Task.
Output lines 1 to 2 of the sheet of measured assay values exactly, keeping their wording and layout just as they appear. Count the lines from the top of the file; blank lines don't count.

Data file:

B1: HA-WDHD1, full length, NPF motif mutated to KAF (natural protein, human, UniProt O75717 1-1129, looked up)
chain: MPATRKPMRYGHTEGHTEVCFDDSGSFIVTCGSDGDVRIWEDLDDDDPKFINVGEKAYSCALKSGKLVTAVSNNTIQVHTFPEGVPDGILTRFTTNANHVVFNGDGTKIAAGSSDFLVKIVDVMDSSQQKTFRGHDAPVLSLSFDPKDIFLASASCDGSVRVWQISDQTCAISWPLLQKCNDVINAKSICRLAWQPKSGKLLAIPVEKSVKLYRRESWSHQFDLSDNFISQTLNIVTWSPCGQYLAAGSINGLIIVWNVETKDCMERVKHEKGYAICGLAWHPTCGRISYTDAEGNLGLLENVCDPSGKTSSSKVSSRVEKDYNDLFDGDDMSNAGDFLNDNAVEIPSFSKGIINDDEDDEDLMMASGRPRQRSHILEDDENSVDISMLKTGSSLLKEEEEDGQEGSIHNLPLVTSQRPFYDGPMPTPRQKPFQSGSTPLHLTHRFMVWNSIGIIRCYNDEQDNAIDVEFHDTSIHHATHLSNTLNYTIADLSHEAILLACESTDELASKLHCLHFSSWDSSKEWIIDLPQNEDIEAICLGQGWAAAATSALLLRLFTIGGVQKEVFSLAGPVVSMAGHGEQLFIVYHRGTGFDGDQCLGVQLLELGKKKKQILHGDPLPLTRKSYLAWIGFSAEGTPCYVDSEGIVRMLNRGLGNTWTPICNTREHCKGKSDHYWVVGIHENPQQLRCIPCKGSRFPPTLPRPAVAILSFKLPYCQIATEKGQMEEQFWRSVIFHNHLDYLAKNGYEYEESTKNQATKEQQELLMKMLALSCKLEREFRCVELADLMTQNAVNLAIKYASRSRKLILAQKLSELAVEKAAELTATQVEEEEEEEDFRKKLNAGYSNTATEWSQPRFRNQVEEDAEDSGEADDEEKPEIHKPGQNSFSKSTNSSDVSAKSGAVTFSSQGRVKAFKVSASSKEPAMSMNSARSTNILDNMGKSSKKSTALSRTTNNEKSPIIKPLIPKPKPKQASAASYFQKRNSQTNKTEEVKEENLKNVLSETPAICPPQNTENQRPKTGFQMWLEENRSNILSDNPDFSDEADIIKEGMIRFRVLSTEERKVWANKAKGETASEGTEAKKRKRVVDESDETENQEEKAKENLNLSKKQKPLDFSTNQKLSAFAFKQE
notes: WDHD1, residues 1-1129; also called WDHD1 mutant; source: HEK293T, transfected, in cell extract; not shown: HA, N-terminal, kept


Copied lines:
B1: HA-WDHD1, full length, NPF motif mutated to KAF (natural protein, human, UniProt O75717 1-1129, looked up)
chain: MPATRKPMRYGHTEGHTEVCFDDSGSFIVTCGSDGDVRIWEDLDDDDPKFINVGEKAYSCALKSGKLVTAVSNNTIQVHTFPEGVPDGILTRFTTNANHVVFNGDGTKIAAGSSDFLVKIVDVMDSSQQKTFRGHDAPVLSLSFDPKDIFLASASCDGSVRVWQISDQTCAISWPLLQKCNDVINAKSICRLAWQPKSGKLLAIPVEKSVKLYRRESWSHQFDLSDNFISQTLNIVTWSPCGQYLAAGSINGLIIVWNVETKDCMERVKHEKGYAICGLAWHPTCGRISYTDAEGNLGLLENVCDPSGKTSSSKVSSRVEKDYNDLFDGDDMSNAGDFLNDNAVEIPSFSKGIINDDEDDEDLMMASGRPRQRSHILEDDENSVDISMLKTGSSLLKEEEEDGQEGSIHNLPLVTSQRPFYDGPMPTPRQKPFQSGSTPLHLTHRFMVWNSIGIIRCYNDEQDNAIDVEFHDTSIHHATHLSNTLNYTIADLSHEAILLACESTDELASKLHCLHFSSWDSSKEWIIDLPQNEDIEAICLGQGWAAAATSALLLRLFTIGGVQKEVFSLAGPVVSMAGHGEQLFIVYHRGTGFDGDQCLGVQLLELGKKKKQILHGDPLPLTRKSYLAWIGFSAEGTPCYVDSEGIVRMLNRGLGNTWTPICNTREHCKGKSDHYWVVGIHENPQQLRCIPCKGSRFPPTLPRPAVAILSFKLPYCQIATEKGQMEEQFWRSVIFHNHLDYLAKNGYEYEESTKNQATKEQQELLMKMLALSCKLEREFRCVELADLMTQNAVNLAIKYASRSRKLILAQKLSELAVEKAAELTATQVEEEEEEEDFRKKLNAGYSNTATEWSQPRFRNQVEEDAEDSGEADDEEKPEIHKPGQNSFSKSTNSSDVSAKSGAVTFSSQGRVKAFKVSASSKEPAMSMNSARSTNILDNMGKSSKKSTALSRTTNNEKSPIIKPLIPKPKPKQASAASYFQKRNSQTNKTEEVKEENLKNVLSETPAICPPQNTENQRPKTGFQMWLEENRSNILSDNPDFSDEADIIKEGMIRFRVLSTEERKVWANKAKGETASEGTEAKKRKRVVDESDETENQEEKAKENLNLSKKQKPLDFSTNQKLSAFAFKQE